Monday, 1 February 2016

GETTING TO KNOW YOU – Bahram Vakil and Meher Gandevia-Billimoria

At the request of many of our readers who wanted to know more about the people at CAP, we feature one board member and one staff in this column. Bahram is Senior Partner at India's leading Law Firm AZB Partners. He represents the legal fraternity and provides expertise on our board. Meher adds all the new spokes to the wheel at CAP making it move forward with new and enhanced programmes with greater outreach. Do these 2 Virgos have more in common than just CAP? Read to find out. 

What’s the toughest decision you ever made?
Bahram - There have been many, but one of the toughest has been leaving my first job at the law firm Little and Company. I was very attached, as my dad was there and naturally many senior partners were close and almost like family. It was overall a wonderful place. In fact, they were so upset when I decided to leave that they made me give a notice period of a year hoping that it gave me enough time to reconsider.
Meher - Whether to keep trying OR walk away! Often in life we get into situations that where we put in our best, we try with all we have but for some reason or another things do not work out. While maybe the head says the best solution is to walk away – the heart cannot give up what has been built so far. 

Which is the most interesting travel trip you have been to?
Bahram - By far the best travel trip I have gone on, is my honeymoon with my wife Arti. 8,000 kilometers in a Maruti 800, up and down both our beautiful coasts, and across India from West to East and back. Tiger sanctuaries to fabulous temples, people and landscapes and always delicious food.. ‘Dhabas’ to one of Oberio's first resorts, Gopalpur on Sea, Orissa!
Meher – From the few experiences I have had, one I would like to repeat would be the houseboat in Kerala. Two nights of simple relaxation, pristine beauty waking up in the middle of the backwaters and blissful solitude accompanied by simple local cuisine. The other favourite has been the beaches in Hua Hin Thailand which for 3 years of my life was an every weekend ritual.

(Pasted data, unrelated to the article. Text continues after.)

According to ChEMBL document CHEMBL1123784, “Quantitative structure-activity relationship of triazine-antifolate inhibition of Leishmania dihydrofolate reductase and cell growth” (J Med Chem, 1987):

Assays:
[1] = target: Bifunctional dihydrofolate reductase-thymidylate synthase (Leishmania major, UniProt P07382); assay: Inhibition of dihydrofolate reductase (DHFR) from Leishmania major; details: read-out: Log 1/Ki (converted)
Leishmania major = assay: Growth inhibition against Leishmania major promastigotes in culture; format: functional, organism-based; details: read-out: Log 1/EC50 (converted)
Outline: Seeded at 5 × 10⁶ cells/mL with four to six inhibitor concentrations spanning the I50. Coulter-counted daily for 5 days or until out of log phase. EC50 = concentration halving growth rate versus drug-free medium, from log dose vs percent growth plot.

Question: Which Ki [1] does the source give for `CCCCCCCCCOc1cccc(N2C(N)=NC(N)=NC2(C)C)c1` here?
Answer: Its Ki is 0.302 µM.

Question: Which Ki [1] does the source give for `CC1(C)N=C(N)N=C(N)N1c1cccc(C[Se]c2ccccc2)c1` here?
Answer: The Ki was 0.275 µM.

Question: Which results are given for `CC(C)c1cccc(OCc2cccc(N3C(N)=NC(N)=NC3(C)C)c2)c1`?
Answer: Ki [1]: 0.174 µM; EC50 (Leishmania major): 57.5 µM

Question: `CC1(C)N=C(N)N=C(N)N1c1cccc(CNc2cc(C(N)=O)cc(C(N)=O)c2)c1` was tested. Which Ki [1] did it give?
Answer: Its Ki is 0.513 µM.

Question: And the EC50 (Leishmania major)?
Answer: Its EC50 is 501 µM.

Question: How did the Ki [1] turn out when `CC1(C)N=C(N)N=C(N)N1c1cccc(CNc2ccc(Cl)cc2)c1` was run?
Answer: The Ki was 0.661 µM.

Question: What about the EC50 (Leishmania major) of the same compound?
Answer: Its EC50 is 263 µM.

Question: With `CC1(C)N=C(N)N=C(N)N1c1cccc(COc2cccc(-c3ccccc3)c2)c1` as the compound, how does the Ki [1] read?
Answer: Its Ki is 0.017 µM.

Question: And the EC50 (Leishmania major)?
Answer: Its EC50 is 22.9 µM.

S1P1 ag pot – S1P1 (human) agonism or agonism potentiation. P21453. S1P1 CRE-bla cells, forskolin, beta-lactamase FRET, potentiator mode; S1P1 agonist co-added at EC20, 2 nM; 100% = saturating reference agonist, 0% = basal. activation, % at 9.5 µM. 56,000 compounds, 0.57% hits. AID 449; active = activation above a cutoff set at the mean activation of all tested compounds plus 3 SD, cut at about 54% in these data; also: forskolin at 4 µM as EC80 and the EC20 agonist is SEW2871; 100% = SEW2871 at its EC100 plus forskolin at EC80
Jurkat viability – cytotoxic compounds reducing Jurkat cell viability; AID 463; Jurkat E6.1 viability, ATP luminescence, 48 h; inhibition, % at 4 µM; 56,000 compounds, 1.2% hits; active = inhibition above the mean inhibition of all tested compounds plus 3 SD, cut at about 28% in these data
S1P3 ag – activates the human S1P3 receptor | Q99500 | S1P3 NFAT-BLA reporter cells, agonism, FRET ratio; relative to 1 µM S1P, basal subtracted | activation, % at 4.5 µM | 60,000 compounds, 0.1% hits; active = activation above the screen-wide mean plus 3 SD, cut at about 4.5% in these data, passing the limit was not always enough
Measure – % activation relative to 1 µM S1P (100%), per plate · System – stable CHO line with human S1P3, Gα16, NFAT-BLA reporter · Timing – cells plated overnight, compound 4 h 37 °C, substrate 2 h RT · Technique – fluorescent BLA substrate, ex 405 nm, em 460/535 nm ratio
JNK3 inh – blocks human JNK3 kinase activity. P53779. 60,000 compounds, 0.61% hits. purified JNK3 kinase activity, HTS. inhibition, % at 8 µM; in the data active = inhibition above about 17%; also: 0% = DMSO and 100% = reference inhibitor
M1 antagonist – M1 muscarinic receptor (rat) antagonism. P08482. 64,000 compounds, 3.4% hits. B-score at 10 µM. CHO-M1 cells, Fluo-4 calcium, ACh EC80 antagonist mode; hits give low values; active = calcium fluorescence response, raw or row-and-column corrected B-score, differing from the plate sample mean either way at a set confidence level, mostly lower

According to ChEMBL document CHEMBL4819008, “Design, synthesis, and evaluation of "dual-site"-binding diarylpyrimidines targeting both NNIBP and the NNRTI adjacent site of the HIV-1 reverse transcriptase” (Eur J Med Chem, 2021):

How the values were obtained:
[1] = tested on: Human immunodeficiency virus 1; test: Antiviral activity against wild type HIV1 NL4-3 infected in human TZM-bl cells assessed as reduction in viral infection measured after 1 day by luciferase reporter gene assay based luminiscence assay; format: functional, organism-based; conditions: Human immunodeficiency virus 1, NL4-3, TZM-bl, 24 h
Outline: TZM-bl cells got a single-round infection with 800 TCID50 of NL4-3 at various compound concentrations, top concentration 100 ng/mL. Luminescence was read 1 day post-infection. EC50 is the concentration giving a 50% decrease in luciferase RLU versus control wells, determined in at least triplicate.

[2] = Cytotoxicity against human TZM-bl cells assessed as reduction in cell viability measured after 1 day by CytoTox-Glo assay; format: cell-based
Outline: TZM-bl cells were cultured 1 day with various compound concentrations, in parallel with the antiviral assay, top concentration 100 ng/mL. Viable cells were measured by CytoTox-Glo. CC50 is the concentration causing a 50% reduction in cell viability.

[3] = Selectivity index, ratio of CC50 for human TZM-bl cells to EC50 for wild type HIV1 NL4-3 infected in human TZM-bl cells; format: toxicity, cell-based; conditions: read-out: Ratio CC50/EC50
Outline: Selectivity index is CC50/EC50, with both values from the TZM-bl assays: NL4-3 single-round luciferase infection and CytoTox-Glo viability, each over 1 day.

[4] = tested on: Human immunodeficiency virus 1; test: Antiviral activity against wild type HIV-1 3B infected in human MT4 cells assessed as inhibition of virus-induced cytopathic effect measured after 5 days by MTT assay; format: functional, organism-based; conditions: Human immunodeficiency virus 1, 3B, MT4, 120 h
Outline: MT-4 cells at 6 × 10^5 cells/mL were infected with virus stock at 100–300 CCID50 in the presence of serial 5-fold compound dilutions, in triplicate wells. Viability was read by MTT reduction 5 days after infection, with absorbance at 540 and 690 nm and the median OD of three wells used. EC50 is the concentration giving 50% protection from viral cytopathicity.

Share any one experience in your life that has changed you for the better
Bahram - I have been involved with the micro finance space. Through Grameen I got involved with CASHPOR Micro Credit which is a poverty focused, not for profit Company that provides micro-finance exclusively to Below Poverty Line women in eastern U.P. and Bihar. As a board member, I made field visits at the grassroots. The poverty I saw there, was a stark contrast from my daily routine life. That experience was truly a life-changing one that made me both grounded and grateful.
Meher - I lived in Thailand for 5 years. Prior to that I had never travelled or set out of home. I worked there in the British International School, with expatriate children. It exposed me to a new way of education, a fresh culture. When I returned back to India, I worked at the Akanksha Foundation with children who were at the other end of the spectrum. I had no idea of a non-profit or never been exposed to this side of life. This oppositeness in both experiences broadened my thinking, my perspective to our problems and life

Any childhood memory that you wish your children could re-live with you?